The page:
Mark Bonine said he wasn’t interested the first time a search firm called him last summer, looking for candidates for a planned vacancy in the Brooklyn Center superintendent’s chair. He wanted to finish the school year in his current job as an associate superintendent in Minneapolis.
“To be honest with you, I believe I can be a very good superintendent, but I wasn’t looking to be a superintendent,” Bonine recounted this week.
But when the firm called again over winter break, in a second round, he reconsidered. He compared Brooklyn Center with his background and got intrigued. “It was a very difficult decision that I had to make,” he said. So he told his boss, Superintendent Bernadeia Johnson, that he was going to apply.
He also was impressed by the school board in Brooklyn Center, whose members have far more longevity that the current Minneapolis board. “What they wanted in a superintendent was a match for what my skills are,” he said.
The Brooklyn Center board thought so too. “He was our unanimous choice,” said board Chair Cheryl Jechorek. The board didn’t even bother with a second round of interviews with finalists. He starts in the summer after incumbent Keith Lester completes his seventh year.
One reason that Bonine’s departure is hard is that he’s put in 26 years in the city’s schools after an initial two years in St. Paul. He’s taught at South and St. Joseph’s Home for Children, in classes serving special education students, both those with emotional needs and learning disabilities. He first stint as a principal came at Andersen Open school. He was shifted to Nellie Stone Johnson, where in his three years the North Side school made impressive growth in its test scores.
That success led to Bonine being put in charge of the district’s North Side and Northeast schools. He now supervises the district’s six turnaround schools, those with lowest academic achievement, and two similar high-priority schools. He holds the title of associate superintendent, and is also responsible for the district’s “new schools” experiment with charter and self-governed schools, and contract alternative schools.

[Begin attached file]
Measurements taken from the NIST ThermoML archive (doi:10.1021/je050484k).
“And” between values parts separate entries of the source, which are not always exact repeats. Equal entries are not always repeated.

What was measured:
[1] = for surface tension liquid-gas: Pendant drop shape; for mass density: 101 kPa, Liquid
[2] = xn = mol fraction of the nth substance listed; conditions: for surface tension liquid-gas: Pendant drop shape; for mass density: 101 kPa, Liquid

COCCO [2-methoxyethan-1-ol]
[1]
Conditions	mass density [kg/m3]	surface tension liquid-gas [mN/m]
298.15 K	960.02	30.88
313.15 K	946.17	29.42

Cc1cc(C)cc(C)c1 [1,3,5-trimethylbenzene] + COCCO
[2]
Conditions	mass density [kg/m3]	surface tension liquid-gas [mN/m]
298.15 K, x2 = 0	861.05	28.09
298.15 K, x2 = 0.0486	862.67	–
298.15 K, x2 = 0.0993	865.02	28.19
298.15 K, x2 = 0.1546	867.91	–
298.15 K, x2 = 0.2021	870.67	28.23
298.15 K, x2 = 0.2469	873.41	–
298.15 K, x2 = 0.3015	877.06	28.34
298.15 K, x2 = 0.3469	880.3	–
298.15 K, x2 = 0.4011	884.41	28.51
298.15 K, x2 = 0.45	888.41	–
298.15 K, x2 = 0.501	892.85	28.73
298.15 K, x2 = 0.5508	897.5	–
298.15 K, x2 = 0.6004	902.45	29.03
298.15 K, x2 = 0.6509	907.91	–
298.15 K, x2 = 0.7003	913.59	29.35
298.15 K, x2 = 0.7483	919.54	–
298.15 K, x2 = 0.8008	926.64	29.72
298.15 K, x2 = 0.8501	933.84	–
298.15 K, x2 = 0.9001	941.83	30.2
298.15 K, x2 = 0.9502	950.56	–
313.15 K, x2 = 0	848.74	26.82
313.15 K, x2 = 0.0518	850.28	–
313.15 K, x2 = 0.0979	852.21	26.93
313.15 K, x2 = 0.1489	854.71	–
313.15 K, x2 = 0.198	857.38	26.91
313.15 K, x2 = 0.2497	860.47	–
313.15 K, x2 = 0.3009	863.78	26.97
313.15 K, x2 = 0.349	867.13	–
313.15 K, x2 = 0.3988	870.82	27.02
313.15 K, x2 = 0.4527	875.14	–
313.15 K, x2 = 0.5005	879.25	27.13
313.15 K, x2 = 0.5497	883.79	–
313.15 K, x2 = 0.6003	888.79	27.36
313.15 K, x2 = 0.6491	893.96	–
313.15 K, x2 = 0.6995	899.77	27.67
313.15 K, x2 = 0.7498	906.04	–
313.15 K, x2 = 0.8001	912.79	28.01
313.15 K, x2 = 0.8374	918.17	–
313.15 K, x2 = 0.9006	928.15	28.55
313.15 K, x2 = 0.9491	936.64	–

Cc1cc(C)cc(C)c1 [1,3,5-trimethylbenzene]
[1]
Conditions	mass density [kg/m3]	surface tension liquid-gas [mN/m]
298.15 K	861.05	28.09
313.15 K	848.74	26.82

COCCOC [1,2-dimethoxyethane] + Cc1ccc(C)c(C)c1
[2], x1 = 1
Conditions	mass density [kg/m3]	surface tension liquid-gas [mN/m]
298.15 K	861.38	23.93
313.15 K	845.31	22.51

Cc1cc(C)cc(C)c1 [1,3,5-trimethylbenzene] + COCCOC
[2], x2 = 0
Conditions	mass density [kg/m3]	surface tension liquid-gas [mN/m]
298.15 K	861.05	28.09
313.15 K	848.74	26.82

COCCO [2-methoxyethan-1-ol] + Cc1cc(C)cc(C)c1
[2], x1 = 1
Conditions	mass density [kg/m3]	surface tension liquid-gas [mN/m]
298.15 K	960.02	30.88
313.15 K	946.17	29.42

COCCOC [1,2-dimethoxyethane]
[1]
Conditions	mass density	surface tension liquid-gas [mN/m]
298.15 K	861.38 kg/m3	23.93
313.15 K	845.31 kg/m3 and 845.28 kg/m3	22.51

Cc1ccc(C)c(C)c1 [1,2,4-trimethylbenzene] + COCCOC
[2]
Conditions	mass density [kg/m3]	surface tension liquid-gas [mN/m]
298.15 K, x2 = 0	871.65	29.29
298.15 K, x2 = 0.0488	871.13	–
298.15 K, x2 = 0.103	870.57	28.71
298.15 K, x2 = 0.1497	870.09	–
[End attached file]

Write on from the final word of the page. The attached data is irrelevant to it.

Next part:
The Bloomington Kennedy High School graduate will head a five-school district in Brooklyn Center. Most of the district’s 1,700 students are in two traditional schools, an elementary and a middle-high school. The district also has an early childhood center, an alternative learning center and an online school.
The job was posted for an annual salary range of between $140,000 and $160,000, Jechorek said that her board was impressed with Bonine’s collaborative style, urban experience, ability to raise achievement, experience with restarting schools, and financial skills.
The loss to Minneapolis was demonstrated at the last school board meeting, when school board members pressed for answers on making gains like those of top-flight charter schools. Bonine quickly extemporized an impressive list of changes the district needs to boost scores in its lowest-performing schools.
For those tempted to see a pattern in the recent departure of CEO Rick Mills and now Bonine, keep in mind that departing was difficult for Bonine, even though he’s excited to take over his new duties. “I love my work here,” he said. “I love what I do.”
Instead, consider Bonine as another in a long line of talent that Minneapolis has groomed for their first superintendent posts in other districts. Carol Johnson left to head St. Louis Park schools, then returned to be chief in Minneapolis, before leaving again for Memphis and Boston. Gwen Jackson went to Faribault schools, Ben Perry took a chief’s job in Arkansas. David Jennings took over the helm of the Chaska district, now known as East Carver.